Multiple personality disorder (MPD) is a chronic (recurring frequently) emotional illness. A person with MPD plays host to two or more personalities (called alters). Each alter has its own unique style of viewing and understanding the world and may have its own name. These distinct personalities periodically control that person's behavior as if several people were alternately sharing the same body.
MPD occurs about eight times more frequently in women than in men. Some researchers believe that because men with MPD tend to act more violently than women, they are jailed rather than hospitalized and, thus, never diagnosed. Female MPD patients often have more identities than men, averaging fifteen as opposed to eight for males.
Most people diagnosed with MPD were either physically or sexually abused as children. Many times when a young child is severely abused, he or she becomes so detached from reality that what is happening may seem more like a movie or television show than real life. This self-hypnotic state, called disassociation, is a defense mechanism that protects the child from feeling overwhelmingly intense emotions. Disassociation blocks off these thoughts and emotions so that the child is unaware of them. In effect, they become secrets, even from the child. According to the American Psychiatric Association, many MPD patients cannot remember much of their childhoods.
Not all children who are severely and repeatedly abused develop multiple personality disorder. However, if the abuse is repeatedly extreme and the child does not have enough time to recover emotionally, the disassociated thoughts and feelings may begin to take on lives of their own. Each cluster of thoughts tends to have a common emotional theme such as anger, sadness, or fear. Eventually, these clusters develop into full-blown personalities, each with its own memory and characteristics.
A person diagnosed with MPD can have as many as a hundred or as few as two separate personalities. (About half of the recently reported cases have ten or fewer.) These different identities can resemble the normal personality of the person or they may take on that of a different age, sex, or race. Each alter can have its own posture, set of gestures, and hair-style, as well as a distinct way of dressing and talking. Some may speak in foreign languages or with an accent. Sometimes alters are not human, but are animals or imaginary creatures.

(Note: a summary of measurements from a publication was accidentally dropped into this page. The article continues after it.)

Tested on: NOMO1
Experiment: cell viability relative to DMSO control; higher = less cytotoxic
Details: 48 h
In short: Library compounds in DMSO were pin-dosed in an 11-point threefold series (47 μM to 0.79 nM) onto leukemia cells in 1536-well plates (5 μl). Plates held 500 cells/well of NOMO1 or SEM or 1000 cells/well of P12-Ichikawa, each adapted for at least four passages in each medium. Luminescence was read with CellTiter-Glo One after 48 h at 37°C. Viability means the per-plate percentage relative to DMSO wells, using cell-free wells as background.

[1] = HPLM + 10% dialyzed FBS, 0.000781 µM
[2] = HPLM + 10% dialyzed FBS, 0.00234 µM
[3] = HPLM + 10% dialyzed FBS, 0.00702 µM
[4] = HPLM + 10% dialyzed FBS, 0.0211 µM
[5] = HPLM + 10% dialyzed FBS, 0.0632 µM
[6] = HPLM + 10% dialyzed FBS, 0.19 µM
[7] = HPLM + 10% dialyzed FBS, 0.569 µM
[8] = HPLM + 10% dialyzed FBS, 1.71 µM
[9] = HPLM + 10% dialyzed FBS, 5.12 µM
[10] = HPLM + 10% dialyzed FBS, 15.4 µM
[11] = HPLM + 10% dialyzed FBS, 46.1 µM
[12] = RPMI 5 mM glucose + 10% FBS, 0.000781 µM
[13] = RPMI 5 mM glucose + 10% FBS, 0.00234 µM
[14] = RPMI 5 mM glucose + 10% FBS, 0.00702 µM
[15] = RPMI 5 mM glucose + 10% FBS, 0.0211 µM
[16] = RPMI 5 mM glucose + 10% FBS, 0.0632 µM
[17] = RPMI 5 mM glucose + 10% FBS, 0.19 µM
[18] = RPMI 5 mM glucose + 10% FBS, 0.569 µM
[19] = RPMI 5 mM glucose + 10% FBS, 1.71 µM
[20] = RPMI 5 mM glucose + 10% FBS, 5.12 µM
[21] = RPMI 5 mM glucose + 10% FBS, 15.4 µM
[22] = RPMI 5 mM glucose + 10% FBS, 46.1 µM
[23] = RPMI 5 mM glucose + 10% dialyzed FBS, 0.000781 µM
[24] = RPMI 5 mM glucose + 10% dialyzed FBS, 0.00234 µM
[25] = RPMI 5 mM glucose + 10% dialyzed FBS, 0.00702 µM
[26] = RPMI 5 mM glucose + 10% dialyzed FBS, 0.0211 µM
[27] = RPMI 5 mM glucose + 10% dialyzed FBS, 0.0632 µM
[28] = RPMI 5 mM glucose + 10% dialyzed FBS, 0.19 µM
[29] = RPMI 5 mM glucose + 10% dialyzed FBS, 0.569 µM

The process by which one of these personalities reveals itself and controls behavior is called switching. Most of the time the change is sudden and takes only seconds. Sometimes it can take hours or days. Switching is often triggered by something that happens in the patient's environment, but personalities can also come out under hypnosis (a trancelike state in which a person becomes very responsive to suggestions of others).
Alter: Alternate personality that has split off or disassociated from the main personality, usually after severe childhood trauma.
Disassociation: Separation of a thought process or emotion from conscious awareness.
Hypnosis: Trance state during which people are highly vulnerable to the suggestions of others.
Personality: Group of characteristics that motivates behavior and sets us apart from other individuals.
Switching: Process by which an alternate personality reveals itself and controls behavior.
Trauma: An extremely severe emotional shock.
Sometimes the most powerful alter serves as the gatekeeper and tells the weaker alters when they may reveal themselves. Other times alters fight each other for control. Most patients with MPD experience long periods during which their normal personality, called the main or core personality, remains in charge. During these times, their lives may appear normal.
Ninety-eight percent of people with MPD have some degree of amnesia when an alter surfaces. When the main personality takes charge once again, the time spent under control of an alter is completely lost to memory. In a few instances, the host personality may remember confusing bits and pieces of the past. In some cases alters are aware of each other, while in others they are not.
One of the most baffling mysteries of MPD is how alters can sometimes show very different biological characteristics from the host and from each other. Several personalities sharing one body may have different heart rates, blood pressures, body temperatures, pain tolerances, and eyesight abilities. Different alters may have different reactions to medications. Sometimes a healthy host can have alters with allergies and even asthma.
MPD does not disappear without treatment, although the rate of switching seems to slow down in middle age. The most common treatment for MPD is long-term psychotherapy twice a week. During these sessions, the therapist must develop a trusting relationship with the main personality and each of the alters. Once that is established, the emotional issues of each personality regarding the original trauma are addressed. The main and alters are encouraged to communicate with each other in order to integrate or come together. Hypnosis is often a useful tool to accomplish this goal. At the same time, the therapist helps the patient to acknowledge and accept the physical or sexual abuse he or she endured as a child and to learn new coping skills so that disassociation is no longer necessary.
About one-half of all people being treated for MPD require brief hospitalization, and only 5 percent are primarily treated in psychiatric hospitals. Sometimes mood-altering medications such as tranquilizers or antidepressants are prescribed for MPD patients. The treatment of MPD lasts an average of four years.